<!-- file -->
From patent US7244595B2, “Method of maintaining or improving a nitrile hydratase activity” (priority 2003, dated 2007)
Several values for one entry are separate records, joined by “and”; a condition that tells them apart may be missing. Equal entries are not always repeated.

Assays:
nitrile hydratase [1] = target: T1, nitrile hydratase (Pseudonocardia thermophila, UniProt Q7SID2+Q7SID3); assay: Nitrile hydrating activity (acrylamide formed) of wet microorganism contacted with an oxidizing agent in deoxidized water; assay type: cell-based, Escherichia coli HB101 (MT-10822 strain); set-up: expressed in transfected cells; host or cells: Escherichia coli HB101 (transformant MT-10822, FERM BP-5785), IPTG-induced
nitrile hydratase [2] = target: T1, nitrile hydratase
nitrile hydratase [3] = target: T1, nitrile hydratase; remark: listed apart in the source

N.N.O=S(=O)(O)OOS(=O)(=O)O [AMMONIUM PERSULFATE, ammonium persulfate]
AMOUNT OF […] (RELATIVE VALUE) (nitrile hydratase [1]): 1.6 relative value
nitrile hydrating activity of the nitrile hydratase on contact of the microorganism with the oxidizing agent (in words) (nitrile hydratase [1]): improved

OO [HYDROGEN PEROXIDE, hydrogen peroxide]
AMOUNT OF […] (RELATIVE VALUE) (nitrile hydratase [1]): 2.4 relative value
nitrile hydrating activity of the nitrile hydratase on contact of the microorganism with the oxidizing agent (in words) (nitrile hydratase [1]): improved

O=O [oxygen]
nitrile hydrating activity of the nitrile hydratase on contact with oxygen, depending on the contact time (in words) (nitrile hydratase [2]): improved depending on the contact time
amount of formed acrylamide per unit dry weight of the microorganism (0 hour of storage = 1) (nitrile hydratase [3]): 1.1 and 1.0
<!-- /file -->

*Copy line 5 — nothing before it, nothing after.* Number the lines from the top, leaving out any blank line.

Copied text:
nitrile hydratase [2] = target: T1, nitrile hydratase